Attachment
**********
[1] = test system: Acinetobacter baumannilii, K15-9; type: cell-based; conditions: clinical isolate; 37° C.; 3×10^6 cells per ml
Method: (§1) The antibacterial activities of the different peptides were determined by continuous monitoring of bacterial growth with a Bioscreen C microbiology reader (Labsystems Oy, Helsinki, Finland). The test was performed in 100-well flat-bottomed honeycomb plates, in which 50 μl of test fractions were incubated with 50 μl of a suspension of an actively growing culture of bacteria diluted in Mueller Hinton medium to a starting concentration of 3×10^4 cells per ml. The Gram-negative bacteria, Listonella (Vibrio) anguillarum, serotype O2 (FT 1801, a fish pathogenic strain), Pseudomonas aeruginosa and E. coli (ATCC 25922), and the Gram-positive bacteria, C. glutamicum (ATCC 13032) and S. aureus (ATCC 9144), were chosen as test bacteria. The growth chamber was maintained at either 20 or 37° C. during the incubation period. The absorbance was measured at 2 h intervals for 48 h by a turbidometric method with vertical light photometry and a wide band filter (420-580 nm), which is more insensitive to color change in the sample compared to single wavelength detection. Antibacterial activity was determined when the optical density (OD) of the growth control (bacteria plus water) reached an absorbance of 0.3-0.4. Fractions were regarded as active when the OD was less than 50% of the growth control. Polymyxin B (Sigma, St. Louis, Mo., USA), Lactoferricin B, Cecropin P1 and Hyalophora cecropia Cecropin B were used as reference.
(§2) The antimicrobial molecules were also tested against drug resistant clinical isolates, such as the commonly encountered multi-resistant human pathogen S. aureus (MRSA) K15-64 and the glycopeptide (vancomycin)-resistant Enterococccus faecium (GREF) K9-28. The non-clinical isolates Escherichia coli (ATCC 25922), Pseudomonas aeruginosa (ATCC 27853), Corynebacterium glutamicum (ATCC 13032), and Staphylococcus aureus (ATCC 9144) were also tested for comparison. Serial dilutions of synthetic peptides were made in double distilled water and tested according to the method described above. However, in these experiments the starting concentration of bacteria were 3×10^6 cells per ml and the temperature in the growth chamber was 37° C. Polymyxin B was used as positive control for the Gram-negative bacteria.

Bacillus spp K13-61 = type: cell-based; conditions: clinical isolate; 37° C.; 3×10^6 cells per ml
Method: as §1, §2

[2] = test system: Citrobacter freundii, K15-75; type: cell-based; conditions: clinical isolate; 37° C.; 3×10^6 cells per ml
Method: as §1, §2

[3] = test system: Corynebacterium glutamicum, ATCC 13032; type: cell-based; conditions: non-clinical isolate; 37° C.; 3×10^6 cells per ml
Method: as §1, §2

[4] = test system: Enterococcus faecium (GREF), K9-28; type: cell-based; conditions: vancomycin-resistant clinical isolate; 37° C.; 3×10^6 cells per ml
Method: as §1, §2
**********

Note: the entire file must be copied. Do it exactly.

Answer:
[1] = test system: Acinetobacter baumannilii, K15-9; type: cell-based; conditions: clinical isolate; 37° C.; 3×10^6 cells per ml
Method: (§1) The antibacterial activities of the different peptides were determined by continuous monitoring of bacterial growth with a Bioscreen C microbiology reader (Labsystems Oy, Helsinki, Finland). The test was performed in 100-well flat-bottomed honeycomb plates, in which 50 μl of test fractions were incubated with 50 μl of a suspension of an actively growing culture of bacteria diluted in Mueller Hinton medium to a starting concentration of 3×10^4 cells per ml. The Gram-negative bacteria, Listonella (Vibrio) anguillarum, serotype O2 (FT 1801, a fish pathogenic strain), Pseudomonas aeruginosa and E. coli (ATCC 25922), and the Gram-positive bacteria, C. glutamicum (ATCC 13032) and S. aureus (ATCC 9144), were chosen as test bacteria. The growth chamber was maintained at either 20 or 37° C. during the incubation period. The absorbance was measured at 2 h intervals for 48 h by a turbidometric method with vertical light photometry and a wide band filter (420-580 nm), which is more insensitive to color change in the sample compared to single wavelength detection. Antibacterial activity was determined when the optical density (OD) of the growth control (bacteria plus water) reached an absorbance of 0.3-0.4. Fractions were regarded as active when the OD was less than 50% of the growth control. Polymyxin B (Sigma, St. Louis, Mo., USA), Lactoferricin B, Cecropin P1 and Hyalophora cecropia Cecropin B were used as reference.
(§2) The antimicrobial molecules were also tested against drug resistant clinical isolates, such as the commonly encountered multi-resistant human pathogen S. aureus (MRSA) K15-64 and the glycopeptide (vancomycin)-resistant Enterococccus faecium (GREF) K9-28. The non-clinical isolates Escherichia coli (ATCC 25922), Pseudomonas aeruginosa (ATCC 27853), Corynebacterium glutamicum (ATCC 13032), and Staphylococcus aureus (ATCC 9144) were also tested for comparison. Serial dilutions of synthetic peptides were made in double distilled water and tested according to the method described above. However, in these experiments the starting concentration of bacteria were 3×10^6 cells per ml and the temperature in the growth chamber was 37° C. Polymyxin B was used as positive control for the Gram-negative bacteria.

Bacillus spp K13-61 = type: cell-based; conditions: clinical isolate; 37° C.; 3×10^6 cells per ml
Method: as §1, §2

[2] = test system: Citrobacter freundii, K15-75; type: cell-based; conditions: clinical isolate; 37° C.; 3×10^6 cells per ml
Method: as §1, §2

[3] = test system: Corynebacterium glutamicum, ATCC 13032; type: cell-based; conditions: non-clinical isolate; 37° C.; 3×10^6 cells per ml
Method: as §1, §2

[4] = test system: Enterococcus faecium (GREF), K9-28; type: cell-based; conditions: vancomycin-resistant clinical isolate; 37° C.; 3×10^6 cells per ml
Method: as §1, §2